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Document Type

Open Access

Degree Program

Nutrition

Degree Type

Master of Science (M.S.)

Year Degree Awarded

2011

Month Degree Awarded

February

Keywords

Serum 25(OH)D, Dietary Vitamin D, Asthma

Abstract

Although maternal vitamin D status has been linked to asthma in offspring, the relationship between vitamin D status and asthma in adults still remains unclear. The current study assessed the relationship between measures of vitamin D status and self-reported asthma/wheeze in 186 healthy women aged 18-30 years. Although the risk of asthma/wheeze symptoms was three-times higher among women with low dietary vitamin D intake (<200 IU>/day) than in those with higher vitamin D intake, suboptimal serum levels of 25(OH)D ( <70 nmol>/L) were associated with a 48% lower risk of asthma/wheeze than “optimal” serum levels. These contradictory effects underscore the poor correlation between dietary vitamin D intake and serum vitamin levels and suggest that other components in vitamin D-rich foods may be protective. Alternatively, women with higher serum vitamin D levels may have spent more time outdoors, increasing their exposure to asthma triggers. This study also identified predictors of serum 25 (OH) D in this sample. In addition to total dietary vitamin D (r= 0.2; p=0.03), intake of cold cereal (p=0.02) also significantly predicted serum 25(OH)D levels. Among non-dietary factors, month of blood draw (p=0.05) and oral contraceptive use (p<0.0001) were positive predictors of serum 25(OH) D; sunscreen use (p=0.04) was a negative predictor. After adjusting for covariates, oral contraceptive use was associated with 25(OH)D levels that were on average 24 nmol/L greater than those observed in women who did not use oral contraceptives. Additional prospective studies are needed to further evaluate the relationship between vitamin D status and asthma.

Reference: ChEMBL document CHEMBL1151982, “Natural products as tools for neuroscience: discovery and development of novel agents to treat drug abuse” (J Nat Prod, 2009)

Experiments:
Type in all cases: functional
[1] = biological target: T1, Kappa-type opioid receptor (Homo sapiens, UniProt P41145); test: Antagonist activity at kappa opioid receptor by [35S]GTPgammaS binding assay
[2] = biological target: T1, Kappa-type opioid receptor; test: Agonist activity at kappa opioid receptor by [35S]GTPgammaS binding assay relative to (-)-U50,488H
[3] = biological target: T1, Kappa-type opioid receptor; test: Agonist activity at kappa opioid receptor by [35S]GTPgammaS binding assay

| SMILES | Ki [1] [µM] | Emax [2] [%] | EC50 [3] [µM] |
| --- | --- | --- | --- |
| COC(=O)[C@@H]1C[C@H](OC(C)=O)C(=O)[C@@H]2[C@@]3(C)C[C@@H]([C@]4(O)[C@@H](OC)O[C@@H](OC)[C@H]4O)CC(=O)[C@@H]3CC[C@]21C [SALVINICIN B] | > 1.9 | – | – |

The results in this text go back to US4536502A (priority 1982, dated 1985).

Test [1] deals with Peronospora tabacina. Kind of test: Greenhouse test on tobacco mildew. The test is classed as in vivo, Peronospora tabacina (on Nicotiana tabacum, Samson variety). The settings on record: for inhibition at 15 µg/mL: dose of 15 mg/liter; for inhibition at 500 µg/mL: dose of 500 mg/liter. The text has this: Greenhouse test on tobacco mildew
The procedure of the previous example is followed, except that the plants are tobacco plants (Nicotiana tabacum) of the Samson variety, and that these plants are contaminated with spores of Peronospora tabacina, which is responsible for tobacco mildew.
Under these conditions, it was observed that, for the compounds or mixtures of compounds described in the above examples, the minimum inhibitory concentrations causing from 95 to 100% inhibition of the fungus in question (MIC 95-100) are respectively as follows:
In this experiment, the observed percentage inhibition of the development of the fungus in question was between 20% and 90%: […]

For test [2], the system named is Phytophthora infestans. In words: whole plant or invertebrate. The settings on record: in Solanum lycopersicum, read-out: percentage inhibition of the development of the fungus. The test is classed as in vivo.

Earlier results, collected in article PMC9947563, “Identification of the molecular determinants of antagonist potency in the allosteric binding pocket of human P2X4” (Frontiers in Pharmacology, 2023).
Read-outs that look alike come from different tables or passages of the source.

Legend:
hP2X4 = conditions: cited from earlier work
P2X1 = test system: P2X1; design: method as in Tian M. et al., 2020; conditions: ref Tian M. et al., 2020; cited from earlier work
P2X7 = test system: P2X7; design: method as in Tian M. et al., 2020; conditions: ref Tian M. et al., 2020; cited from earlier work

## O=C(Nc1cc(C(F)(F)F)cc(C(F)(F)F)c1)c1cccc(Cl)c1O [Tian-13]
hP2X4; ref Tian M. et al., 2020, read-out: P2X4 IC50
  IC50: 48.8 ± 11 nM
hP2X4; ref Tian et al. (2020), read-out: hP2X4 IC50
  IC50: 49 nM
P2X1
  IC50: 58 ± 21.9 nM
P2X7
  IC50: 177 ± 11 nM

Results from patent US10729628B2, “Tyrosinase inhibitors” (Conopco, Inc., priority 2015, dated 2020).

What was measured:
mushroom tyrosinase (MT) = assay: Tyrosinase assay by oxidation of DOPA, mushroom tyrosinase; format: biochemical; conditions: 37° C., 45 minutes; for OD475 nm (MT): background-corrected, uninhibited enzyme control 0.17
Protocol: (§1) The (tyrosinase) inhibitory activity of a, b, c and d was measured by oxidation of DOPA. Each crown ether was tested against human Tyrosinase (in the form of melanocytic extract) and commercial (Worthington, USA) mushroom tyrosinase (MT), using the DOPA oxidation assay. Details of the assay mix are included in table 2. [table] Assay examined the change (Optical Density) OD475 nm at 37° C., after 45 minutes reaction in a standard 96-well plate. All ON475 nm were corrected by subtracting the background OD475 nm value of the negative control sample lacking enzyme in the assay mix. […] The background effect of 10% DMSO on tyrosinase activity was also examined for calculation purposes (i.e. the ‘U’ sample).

First Advisor

Alayne G Ronnenberg

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